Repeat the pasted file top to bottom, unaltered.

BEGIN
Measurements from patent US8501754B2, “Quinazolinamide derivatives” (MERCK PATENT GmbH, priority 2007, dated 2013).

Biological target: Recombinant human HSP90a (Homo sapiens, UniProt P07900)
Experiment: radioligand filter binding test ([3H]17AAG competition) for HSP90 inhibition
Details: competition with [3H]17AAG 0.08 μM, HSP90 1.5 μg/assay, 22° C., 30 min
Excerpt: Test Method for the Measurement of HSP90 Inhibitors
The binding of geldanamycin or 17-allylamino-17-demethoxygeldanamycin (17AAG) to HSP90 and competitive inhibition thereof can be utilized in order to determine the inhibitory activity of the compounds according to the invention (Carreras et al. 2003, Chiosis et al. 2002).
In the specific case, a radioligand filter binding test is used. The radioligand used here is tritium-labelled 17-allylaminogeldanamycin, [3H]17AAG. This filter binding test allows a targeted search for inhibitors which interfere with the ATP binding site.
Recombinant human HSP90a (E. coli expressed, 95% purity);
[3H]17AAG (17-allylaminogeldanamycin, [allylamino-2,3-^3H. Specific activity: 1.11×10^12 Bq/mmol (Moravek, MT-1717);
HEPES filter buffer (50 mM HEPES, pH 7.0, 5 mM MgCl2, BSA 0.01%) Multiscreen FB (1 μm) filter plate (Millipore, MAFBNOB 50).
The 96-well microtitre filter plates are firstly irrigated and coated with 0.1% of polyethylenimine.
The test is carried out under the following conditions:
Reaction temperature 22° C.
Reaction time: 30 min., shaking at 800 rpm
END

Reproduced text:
Measurements from patent US8501754B2, “Quinazolinamide derivatives” (MERCK PATENT GmbH, priority 2007, dated 2013).

Biological target: Recombinant human HSP90a (Homo sapiens, UniProt P07900)
Experiment: radioligand filter binding test ([3H]17AAG competition) for HSP90 inhibition
Details: competition with [3H]17AAG 0.08 μM, HSP90 1.5 μg/assay, 22° C., 30 min
Excerpt: Test Method for the Measurement of HSP90 Inhibitors
The binding of geldanamycin or 17-allylamino-17-demethoxygeldanamycin (17AAG) to HSP90 and competitive inhibition thereof can be utilized in order to determine the inhibitory activity of the compounds according to the invention (Carreras et al. 2003, Chiosis et al. 2002).
In the specific case, a radioligand filter binding test is used. The radioligand used here is tritium-labelled 17-allylaminogeldanamycin, [3H]17AAG. This filter binding test allows a targeted search for inhibitors which interfere with the ATP binding site.
Recombinant human HSP90a (E. coli expressed, 95% purity);
[3H]17AAG (17-allylaminogeldanamycin, [allylamino-2,3-^3H. Specific activity: 1.11×10^12 Bq/mmol (Moravek, MT-1717);
HEPES filter buffer (50 mM HEPES, pH 7.0, 5 mM MgCl2, BSA 0.01%) Multiscreen FB (1 μm) filter plate (Millipore, MAFBNOB 50).
The 96-well microtitre filter plates are firstly irrigated and coated with 0.1% of polyethylenimine.
The test is carried out under the following conditions:
Reaction temperature 22° C.
Reaction time: 30 min., shaking at 800 rpm